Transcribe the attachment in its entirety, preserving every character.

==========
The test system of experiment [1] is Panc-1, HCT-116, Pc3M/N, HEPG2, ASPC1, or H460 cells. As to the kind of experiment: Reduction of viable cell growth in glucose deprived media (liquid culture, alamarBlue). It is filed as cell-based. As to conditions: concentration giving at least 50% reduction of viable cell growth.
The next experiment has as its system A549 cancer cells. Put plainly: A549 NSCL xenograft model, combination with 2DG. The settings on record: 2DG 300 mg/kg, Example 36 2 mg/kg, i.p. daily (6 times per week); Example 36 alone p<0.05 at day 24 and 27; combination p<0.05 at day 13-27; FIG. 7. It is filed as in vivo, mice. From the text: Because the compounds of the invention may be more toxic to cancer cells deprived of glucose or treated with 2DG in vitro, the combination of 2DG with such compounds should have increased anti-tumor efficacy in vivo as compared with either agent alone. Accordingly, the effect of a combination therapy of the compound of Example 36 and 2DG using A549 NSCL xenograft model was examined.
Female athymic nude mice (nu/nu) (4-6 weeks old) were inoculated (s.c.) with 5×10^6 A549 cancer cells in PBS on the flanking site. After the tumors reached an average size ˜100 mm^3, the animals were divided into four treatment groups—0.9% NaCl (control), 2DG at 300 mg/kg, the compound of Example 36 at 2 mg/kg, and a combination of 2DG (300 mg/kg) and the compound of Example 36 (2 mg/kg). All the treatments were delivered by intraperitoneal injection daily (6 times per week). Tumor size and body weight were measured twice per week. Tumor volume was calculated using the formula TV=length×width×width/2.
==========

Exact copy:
The test system of experiment [1] is Panc-1, HCT-116, Pc3M/N, HEPG2, ASPC1, or H460 cells. As to the kind of experiment: Reduction of viable cell growth in glucose deprived media (liquid culture, alamarBlue). It is filed as cell-based. As to conditions: concentration giving at least 50% reduction of viable cell growth.
The next experiment has as its system A549 cancer cells. Put plainly: A549 NSCL xenograft model, combination with 2DG. The settings on record: 2DG 300 mg/kg, Example 36 2 mg/kg, i.p. daily (6 times per week); Example 36 alone p<0.05 at day 24 and 27; combination p<0.05 at day 13-27; FIG. 7. It is filed as in vivo, mice. From the text: Because the compounds of the invention may be more toxic to cancer cells deprived of glucose or treated with 2DG in vitro, the combination of 2DG with such compounds should have increased anti-tumor efficacy in vivo as compared with either agent alone. Accordingly, the effect of a combination therapy of the compound of Example 36 and 2DG using A549 NSCL xenograft model was examined.
Female athymic nude mice (nu/nu) (4-6 weeks old) were inoculated (s.c.) with 5×10^6 A549 cancer cells in PBS on the flanking site. After the tumors reached an average size ˜100 mm^3, the animals were divided into four treatment groups—0.9% NaCl (control), 2DG at 300 mg/kg, the compound of Example 36 at 2 mg/kg, and a combination of 2DG (300 mg/kg) and the compound of Example 36 (2 mg/kg). All the treatments were delivered by intraperitoneal injection daily (6 times per week). Tumor size and body weight were measured twice per week. Tumor volume was calculated using the formula TV=length×width×width/2.